Shows about superheroes are not exactly common in Korean drama. When "Blade Man" was announced, it sounded like a very silly premise and one which would likely have very little to offer aside a gimmick and romance. Surprisingly, the series did some things to be envied by others dramas and its freshness was wonderful. That is, until the usual drama problems struck. "Blade Man" is truly odd, but not for the reasons originally assumed.
Joo Hong-bin (Lee Dong-wook) looks like a typical spoiled rich man. Having a bad relationship with his father due to him driving away Hong-bin's first love, he takes his frustrations out on others. What makes him different is that he has supernatural abilities, some of which manifest when he is upset. Son Se-dong (Shin Se-kyung) is a game designer looking for a new job for herself and her team. She takes care of those around her and works hard to earn a living. When she is hired at Hong-bin's company, they begin to slowly bond and with her help, Hong-bin starts addressing the problems in his life.
Korean dramas usually rely a lot on dialogue. Emotions are narrated, expressed by the characters or others. In this sense, the writing is very much about holding the viewers' hands. The way scenes play out is also very straight forward, having very little effort put into using all the tools available. "Blade Man" does something most dramas fail to do. It uses its whole presentation to convey what it wants to. There can be whole scenes with no dialogue, because the directing, the music and the actors are allowed to show their function, rather than narrate it. When dialogue is there, it is usually short and meaningful. Purely as a method, this is the right way to use one's tools.
The series also has a very interesting focus. While messy and unbalanced in its plot progression, the overall focus is clear and interesting. The series originally and for the most part shows topics we have seen before. Spoiled chaebol turning good, bubbly girl being nice, a disapproving father, a past trauma. However, where most dramas use those just to frame their usual focus, the romance, "Blade Man" actually explores them more. It shows the relationships, focuses on why its most important characters are as they are, why they change and how, making it a much richer and more mature approach than your usual show.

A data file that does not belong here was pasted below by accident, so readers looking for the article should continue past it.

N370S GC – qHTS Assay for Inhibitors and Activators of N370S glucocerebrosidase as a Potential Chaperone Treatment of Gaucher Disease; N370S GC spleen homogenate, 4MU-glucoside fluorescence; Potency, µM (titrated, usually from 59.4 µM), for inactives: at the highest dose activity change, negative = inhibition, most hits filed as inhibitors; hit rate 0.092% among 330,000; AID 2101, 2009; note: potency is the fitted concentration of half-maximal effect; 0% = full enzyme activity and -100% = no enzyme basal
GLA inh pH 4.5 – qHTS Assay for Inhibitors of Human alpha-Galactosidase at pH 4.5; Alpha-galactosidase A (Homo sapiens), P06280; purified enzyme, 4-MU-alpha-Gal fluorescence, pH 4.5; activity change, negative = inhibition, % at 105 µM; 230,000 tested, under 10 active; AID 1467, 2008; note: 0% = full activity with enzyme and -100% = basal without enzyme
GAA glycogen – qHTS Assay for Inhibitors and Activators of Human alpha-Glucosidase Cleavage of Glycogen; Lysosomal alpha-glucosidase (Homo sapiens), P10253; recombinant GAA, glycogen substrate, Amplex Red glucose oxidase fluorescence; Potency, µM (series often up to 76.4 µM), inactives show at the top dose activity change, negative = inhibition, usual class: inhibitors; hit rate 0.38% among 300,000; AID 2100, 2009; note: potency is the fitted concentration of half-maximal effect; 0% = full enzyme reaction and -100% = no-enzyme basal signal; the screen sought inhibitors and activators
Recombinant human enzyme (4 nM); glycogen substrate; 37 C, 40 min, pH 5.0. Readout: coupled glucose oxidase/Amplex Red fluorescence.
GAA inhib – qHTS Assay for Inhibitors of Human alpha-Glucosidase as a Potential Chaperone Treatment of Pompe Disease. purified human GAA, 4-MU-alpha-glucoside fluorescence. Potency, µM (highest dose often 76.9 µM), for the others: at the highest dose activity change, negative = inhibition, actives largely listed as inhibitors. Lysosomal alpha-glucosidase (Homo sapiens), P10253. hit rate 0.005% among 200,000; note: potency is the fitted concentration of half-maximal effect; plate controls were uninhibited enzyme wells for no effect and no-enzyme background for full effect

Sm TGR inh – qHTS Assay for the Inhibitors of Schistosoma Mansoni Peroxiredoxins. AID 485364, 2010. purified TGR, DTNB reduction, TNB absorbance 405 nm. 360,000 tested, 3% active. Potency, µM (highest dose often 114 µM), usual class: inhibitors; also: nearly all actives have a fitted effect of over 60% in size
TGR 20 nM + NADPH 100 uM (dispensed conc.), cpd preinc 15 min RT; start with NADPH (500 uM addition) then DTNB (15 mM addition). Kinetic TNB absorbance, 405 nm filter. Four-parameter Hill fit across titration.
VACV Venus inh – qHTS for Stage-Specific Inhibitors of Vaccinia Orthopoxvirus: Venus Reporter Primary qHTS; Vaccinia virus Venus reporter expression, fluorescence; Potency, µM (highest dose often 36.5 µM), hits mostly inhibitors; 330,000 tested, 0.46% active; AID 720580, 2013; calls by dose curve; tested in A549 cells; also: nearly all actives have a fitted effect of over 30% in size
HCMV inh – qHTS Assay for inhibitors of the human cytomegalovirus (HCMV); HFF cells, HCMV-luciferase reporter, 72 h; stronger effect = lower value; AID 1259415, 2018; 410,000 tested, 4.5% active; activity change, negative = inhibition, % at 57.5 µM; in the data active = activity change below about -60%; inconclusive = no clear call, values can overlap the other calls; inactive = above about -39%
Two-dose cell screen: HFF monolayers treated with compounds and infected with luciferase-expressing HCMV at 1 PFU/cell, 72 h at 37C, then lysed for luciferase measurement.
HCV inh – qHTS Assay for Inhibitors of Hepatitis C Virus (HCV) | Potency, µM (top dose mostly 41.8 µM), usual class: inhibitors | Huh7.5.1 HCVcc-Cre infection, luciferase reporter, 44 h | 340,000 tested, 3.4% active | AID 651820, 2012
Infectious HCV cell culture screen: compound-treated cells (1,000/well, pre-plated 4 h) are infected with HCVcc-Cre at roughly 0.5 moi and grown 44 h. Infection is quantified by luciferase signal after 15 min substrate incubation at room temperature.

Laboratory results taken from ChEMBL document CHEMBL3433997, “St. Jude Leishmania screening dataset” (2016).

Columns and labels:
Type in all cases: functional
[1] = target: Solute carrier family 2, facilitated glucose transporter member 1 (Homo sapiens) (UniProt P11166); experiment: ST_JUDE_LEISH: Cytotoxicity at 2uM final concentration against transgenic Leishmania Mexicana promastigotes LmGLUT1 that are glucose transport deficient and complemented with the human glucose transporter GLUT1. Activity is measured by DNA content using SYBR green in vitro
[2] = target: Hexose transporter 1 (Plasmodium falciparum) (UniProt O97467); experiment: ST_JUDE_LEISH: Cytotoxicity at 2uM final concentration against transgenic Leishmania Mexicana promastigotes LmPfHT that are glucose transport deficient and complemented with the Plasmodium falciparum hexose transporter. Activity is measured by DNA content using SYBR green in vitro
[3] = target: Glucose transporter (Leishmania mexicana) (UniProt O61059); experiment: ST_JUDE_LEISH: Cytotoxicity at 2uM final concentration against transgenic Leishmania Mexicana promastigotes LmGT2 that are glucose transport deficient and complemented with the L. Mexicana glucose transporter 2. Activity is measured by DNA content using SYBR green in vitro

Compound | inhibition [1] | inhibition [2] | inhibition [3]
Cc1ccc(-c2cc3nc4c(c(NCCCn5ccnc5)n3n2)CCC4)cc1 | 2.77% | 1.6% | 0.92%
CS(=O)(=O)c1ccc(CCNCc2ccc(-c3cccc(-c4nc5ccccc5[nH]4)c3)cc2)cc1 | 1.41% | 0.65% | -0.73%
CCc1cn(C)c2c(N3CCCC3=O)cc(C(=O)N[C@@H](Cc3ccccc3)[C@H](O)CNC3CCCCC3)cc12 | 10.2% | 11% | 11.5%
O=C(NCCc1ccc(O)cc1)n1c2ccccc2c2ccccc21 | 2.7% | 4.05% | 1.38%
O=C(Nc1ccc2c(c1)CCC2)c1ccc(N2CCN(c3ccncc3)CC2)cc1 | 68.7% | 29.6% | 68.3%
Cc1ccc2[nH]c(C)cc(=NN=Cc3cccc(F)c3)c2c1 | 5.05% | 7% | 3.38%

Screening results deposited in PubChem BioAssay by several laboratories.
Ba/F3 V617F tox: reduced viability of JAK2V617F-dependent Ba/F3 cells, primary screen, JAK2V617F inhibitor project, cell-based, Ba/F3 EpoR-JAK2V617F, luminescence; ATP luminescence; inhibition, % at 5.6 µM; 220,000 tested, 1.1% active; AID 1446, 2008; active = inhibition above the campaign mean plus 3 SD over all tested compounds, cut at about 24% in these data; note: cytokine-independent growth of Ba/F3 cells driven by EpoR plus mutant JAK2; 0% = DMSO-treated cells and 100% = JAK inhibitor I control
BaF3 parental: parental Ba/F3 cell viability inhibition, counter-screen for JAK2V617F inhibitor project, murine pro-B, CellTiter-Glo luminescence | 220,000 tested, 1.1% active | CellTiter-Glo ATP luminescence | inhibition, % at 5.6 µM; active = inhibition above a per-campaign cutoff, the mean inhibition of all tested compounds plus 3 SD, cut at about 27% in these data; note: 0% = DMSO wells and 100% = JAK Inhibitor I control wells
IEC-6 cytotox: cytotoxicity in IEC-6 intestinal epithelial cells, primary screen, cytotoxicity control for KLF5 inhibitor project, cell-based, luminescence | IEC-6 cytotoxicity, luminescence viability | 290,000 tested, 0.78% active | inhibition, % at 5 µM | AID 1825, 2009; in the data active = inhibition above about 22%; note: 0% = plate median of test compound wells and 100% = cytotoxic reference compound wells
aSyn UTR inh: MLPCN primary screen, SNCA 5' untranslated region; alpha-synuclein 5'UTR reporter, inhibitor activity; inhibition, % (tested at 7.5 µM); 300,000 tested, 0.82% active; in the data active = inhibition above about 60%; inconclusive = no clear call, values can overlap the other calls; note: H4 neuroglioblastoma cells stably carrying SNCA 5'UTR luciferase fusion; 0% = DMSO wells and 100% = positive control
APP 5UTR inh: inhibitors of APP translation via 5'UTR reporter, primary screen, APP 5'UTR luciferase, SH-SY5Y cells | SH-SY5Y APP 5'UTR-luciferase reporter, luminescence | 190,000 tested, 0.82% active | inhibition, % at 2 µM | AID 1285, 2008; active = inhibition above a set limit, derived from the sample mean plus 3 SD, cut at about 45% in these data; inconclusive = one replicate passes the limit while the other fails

However, the series has some major issues and takes some wrong turns that eventually ruin its appeal. For one, Hong-bin's abilities are pointlessly too many and never matter. They have little use in the otherwise more down to Earth plot and are never given one or even explained. This happens with many other elements too. The writing is inspired and aims higher in terms of its messages and depth of its topics. Its presentation is beautiful, but it lacks consistency and relies too much on actors who cannot deliver on the nuance that is required. Se-dong is important to everyone around, but not developed enough for that part.
Despite this, the series still has its charm and a lot of heart up to a point. Then things go downhill. The drama decides to introduce and focus on a character only mentioned throughout 3/4 of the work and their own story. Everything it was doing is abandoned, its focus lost and with that focus, any coherence, originality and quality. The writing eventually resorts to cheap and way too many new random twists, noble idiocy, overdone melodrama and pretty much every other bad decision which plagues many a drama.
"Blade Man" is a classic example of what this industry tends to do with shows which try to leave its formula and try something new. The series was cut, the writer eventually gave up and it was all thrown in the bin. Without the proper confidence and support, shows with potential cannot realize it. Creators and channels need to learn how to stick to their decisions and finish what they start. Until then, dramas like "Blade Man" will never manage to hold on to all the good things they create.
Written by: Orion from 'Orion's Ramblings'
Vasia, also known as Orion or Ori online, is currently doing opinion pieces and database upkeep. She has a love for good TV and a penchant for rambling in written form. Vasia can be contacted via email@example.com.
"[HanCinema's Drama Review] "Blade Man""
by HanCinema is licensed under a Creative Commons Attribution-Share Alike 3.0 Unported License.
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